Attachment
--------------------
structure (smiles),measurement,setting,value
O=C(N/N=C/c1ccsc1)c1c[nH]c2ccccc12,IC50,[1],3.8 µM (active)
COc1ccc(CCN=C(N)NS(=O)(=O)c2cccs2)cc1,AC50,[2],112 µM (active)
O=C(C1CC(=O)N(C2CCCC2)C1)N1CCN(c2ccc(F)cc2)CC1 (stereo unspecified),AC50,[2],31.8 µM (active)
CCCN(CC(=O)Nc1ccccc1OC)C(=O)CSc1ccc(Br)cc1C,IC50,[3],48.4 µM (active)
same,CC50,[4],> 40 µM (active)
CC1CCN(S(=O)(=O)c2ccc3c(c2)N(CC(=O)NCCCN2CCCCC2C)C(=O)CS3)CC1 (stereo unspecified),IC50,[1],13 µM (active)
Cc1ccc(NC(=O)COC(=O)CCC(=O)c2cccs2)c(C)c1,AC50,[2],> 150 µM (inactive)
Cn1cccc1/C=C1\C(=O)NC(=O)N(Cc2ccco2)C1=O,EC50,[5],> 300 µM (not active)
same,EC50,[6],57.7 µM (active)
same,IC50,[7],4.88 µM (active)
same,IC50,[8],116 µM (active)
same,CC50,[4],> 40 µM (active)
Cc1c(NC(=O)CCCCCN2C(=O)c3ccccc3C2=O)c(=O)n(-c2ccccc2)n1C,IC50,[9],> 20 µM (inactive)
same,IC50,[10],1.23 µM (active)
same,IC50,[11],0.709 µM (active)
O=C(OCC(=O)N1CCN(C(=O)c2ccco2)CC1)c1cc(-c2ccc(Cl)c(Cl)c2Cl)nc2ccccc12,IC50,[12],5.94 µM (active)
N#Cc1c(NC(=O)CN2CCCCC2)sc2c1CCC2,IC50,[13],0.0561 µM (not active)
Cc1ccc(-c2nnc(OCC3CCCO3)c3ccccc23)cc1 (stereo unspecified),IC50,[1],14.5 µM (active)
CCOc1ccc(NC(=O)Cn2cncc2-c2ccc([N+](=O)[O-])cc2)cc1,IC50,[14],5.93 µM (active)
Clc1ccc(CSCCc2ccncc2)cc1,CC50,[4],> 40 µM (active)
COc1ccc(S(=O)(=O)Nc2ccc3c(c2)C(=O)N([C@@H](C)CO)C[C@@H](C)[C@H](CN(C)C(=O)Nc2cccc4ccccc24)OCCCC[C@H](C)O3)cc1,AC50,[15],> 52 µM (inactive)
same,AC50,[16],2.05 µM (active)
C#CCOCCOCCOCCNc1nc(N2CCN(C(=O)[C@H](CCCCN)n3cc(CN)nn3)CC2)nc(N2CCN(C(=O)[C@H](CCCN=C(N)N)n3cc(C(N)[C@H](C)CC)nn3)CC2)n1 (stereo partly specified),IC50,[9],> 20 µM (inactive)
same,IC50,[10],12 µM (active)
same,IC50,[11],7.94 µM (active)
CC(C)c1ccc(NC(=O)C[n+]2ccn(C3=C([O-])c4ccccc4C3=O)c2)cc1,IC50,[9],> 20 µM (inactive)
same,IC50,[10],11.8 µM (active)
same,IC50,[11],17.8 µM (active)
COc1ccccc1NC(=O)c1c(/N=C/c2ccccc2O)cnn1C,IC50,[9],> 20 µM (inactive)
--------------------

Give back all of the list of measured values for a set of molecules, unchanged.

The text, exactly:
structure (smiles),measurement,setting,value
O=C(N/N=C/c1ccsc1)c1c[nH]c2ccccc12,IC50,[1],3.8 µM (active)
COc1ccc(CCN=C(N)NS(=O)(=O)c2cccs2)cc1,AC50,[2],112 µM (active)
O=C(C1CC(=O)N(C2CCCC2)C1)N1CCN(c2ccc(F)cc2)CC1 (stereo unspecified),AC50,[2],31.8 µM (active)
CCCN(CC(=O)Nc1ccccc1OC)C(=O)CSc1ccc(Br)cc1C,IC50,[3],48.4 µM (active)
same,CC50,[4],> 40 µM (active)
CC1CCN(S(=O)(=O)c2ccc3c(c2)N(CC(=O)NCCCN2CCCCC2C)C(=O)CS3)CC1 (stereo unspecified),IC50,[1],13 µM (active)
Cc1ccc(NC(=O)COC(=O)CCC(=O)c2cccs2)c(C)c1,AC50,[2],> 150 µM (inactive)
Cn1cccc1/C=C1\C(=O)NC(=O)N(Cc2ccco2)C1=O,EC50,[5],> 300 µM (not active)
same,EC50,[6],57.7 µM (active)
same,IC50,[7],4.88 µM (active)
same,IC50,[8],116 µM (active)
same,CC50,[4],> 40 µM (active)
Cc1c(NC(=O)CCCCCN2C(=O)c3ccccc3C2=O)c(=O)n(-c2ccccc2)n1C,IC50,[9],> 20 µM (inactive)
same,IC50,[10],1.23 µM (active)
same,IC50,[11],0.709 µM (active)
O=C(OCC(=O)N1CCN(C(=O)c2ccco2)CC1)c1cc(-c2ccc(Cl)c(Cl)c2Cl)nc2ccccc12,IC50,[12],5.94 µM (active)
N#Cc1c(NC(=O)CN2CCCCC2)sc2c1CCC2,IC50,[13],0.0561 µM (not active)
Cc1ccc(-c2nnc(OCC3CCCO3)c3ccccc23)cc1 (stereo unspecified),IC50,[1],14.5 µM (active)
CCOc1ccc(NC(=O)Cn2cncc2-c2ccc([N+](=O)[O-])cc2)cc1,IC50,[14],5.93 µM (active)
Clc1ccc(CSCCc2ccncc2)cc1,CC50,[4],> 40 µM (active)
COc1ccc(S(=O)(=O)Nc2ccc3c(c2)C(=O)N([C@@H](C)CO)C[C@@H](C)[C@H](CN(C)C(=O)Nc2cccc4ccccc24)OCCCC[C@H](C)O3)cc1,AC50,[15],> 52 µM (inactive)
same,AC50,[16],2.05 µM (active)
C#CCOCCOCCOCCNc1nc(N2CCN(C(=O)[C@H](CCCCN)n3cc(CN)nn3)CC2)nc(N2CCN(C(=O)[C@H](CCCN=C(N)N)n3cc(C(N)[C@H](C)CC)nn3)CC2)n1 (stereo partly specified),IC50,[9],> 20 µM (inactive)
same,IC50,[10],12 µM (active)
same,IC50,[11],7.94 µM (active)
CC(C)c1ccc(NC(=O)C[n+]2ccn(C3=C([O-])c4ccccc4C3=O)c2)cc1,IC50,[9],> 20 µM (inactive)
same,IC50,[10],11.8 µM (active)
same,IC50,[11],17.8 µM (active)
COc1ccccc1NC(=O)c1c(/N=C/c2ccccc2O)cnn1C,IC50,[9],> 20 µM (inactive)